Doctors who care about the NHS
That describes us in a nutshell. We’ve been around for over 30 years. We were the NHS Consultants’ Association. We’ve achieved a lot in that time (for example, the NHS Federation produces detailed analyses on changes affecting the NHS, and we fund it).
But then things started to happen which made us decide we needed to change. The Health and Social Care Act (2012) was the latest in a long (and to our mind ignoble) line of legal steps which undermined the founding principles of the NHS. The increasing fragmentation of the NHS concerns all doctors: we turned to our GP and trainee colleagues, becoming Doctors for the NHS.
Key members of our Executive Committee (which consists of 21 members and meets bi-monthly) are detailed below. There are over 700 members nationally – and we want more to join us.
Dr Eric Watts – Chair, DFNHS
Eric has wide experience in medicine and medical management.
He became interested in medicine whilst being treated for a spinal tumour as a teenager, he is a keen advocate of patient centred medicine and supporter of patient empowerment and self-help groups.
After qualifying in 1971 he worked in general practice in London and in rural Canada where he also ran the community hospital.
He was a consultant at Basildon Hospital for 22 years where he built a strong department that won awards for innovation. He was Clinical Director in charge of diagnostic departments for 10 years and was elected to positions in the Royal Colleges of Physicians , Royal College of Pathologists, and the BMA. He has been a Vice President of the Association of Clinical Pathologists and in that capacity has represented the UK at International meetings.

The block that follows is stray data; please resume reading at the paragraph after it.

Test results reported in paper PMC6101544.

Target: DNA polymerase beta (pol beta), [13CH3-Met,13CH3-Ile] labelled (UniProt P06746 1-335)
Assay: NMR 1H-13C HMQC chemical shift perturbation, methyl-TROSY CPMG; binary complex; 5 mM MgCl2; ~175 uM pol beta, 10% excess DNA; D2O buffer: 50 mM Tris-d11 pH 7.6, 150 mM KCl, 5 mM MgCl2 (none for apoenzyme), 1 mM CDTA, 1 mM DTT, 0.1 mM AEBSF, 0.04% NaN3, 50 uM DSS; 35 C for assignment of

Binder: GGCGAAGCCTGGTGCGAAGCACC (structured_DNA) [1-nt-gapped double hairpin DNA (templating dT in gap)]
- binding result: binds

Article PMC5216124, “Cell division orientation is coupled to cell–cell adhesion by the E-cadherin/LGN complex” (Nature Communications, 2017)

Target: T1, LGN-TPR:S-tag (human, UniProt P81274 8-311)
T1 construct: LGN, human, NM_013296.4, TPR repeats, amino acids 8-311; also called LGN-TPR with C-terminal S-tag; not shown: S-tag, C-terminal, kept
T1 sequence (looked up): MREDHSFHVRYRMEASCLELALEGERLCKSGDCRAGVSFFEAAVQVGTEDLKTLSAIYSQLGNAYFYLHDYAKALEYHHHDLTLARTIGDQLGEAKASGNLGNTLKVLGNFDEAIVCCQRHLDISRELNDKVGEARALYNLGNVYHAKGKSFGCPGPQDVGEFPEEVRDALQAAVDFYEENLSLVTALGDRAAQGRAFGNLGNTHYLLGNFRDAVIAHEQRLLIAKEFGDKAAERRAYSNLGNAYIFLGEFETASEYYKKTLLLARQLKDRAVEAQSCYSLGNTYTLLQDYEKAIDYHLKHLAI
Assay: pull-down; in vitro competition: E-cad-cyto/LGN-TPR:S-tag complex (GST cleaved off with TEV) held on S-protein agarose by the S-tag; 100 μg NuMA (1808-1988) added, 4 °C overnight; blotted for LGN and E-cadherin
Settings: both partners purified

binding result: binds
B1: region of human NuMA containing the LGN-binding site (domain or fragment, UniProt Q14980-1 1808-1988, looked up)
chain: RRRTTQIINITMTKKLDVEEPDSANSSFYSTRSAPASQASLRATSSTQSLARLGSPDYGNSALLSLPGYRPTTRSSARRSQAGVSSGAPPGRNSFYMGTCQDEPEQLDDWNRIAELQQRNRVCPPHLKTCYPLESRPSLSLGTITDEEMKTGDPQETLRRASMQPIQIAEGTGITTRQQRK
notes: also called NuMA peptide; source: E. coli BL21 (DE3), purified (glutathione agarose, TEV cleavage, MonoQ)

He has been committed to continuous improvement and was invited to chair a National Patient Safety Agency working party on safety in blood transfusion. He firmly believes in Bevan’s maxim that the NHS should achieve excellence through generalising best practice.
Dr Peter Fisher – President, DFNHS
Peter is a retired consultant in General Medicine and Gastroenterology.
He qualified in 1957, at the University of Cambridge and The Middlesex Hospital, London. He held house jobs in Hemel Hempstead and Cornwall, followed by 3 years in the South Pacific Health Service – Fiji and Western Samoa.
On return to the UK, he worked as a Registrar in Northallerton (North Yorkshire) followed by 4 years in Liverpool as Registrar and Senior Registrar. He was appointed Consultant at the Horton General Hospital, Banbury, Oxfordshire, in 1969. He chose a whole-time (no private work) contract and maintained this position throughout his career.
Peter was a founder member of the NHS Consultants’ Association in 1976. He was Chair 1989-98, President from 1998 onwards and has remained President of Doctors for the NHS. He is a founder member of the NHS Support Federation in 1989 and of Keep Our NHS Public in 2005.
He has been a local election candidate on five occasions and was a Councillor on Oxfordshire County Council, 1981 – 93, where he was Social Services spokesman for a party group.
He has a keen interest in fell walking and history.
Dr Paul Hobday – Vice-Chair, DFNHS
Paul qualified at Guy’s in 1979 and spent over 30 years in general practice until retirement from clinical medicine in 2013.
He is a Fellow of the Royal College of General Practitioners. He has been involved in medical politics since qualifying as a GP. He was a GP representative at local and national level , a BMA representative , and currently chairs the Maidstone and Tunbridge Wells BMA Division.He was co-founder of one of the country’s first out-of-hours GP co-operatives in 1989.
As a passionate believer in Bevan’s NHS, fighting for the restoration of a publicly funded , publicly provided and publicly accountable service, he is a member of Keep Our NHS Public, and joined the National Health Action Party at its inception. He stood for Parliament in Maidstone at the 2015 general election. On the Executive from 2013 , he became interim leader of the Party in July 2016.
Dr Peter Trewby – Treasurer, DFNHS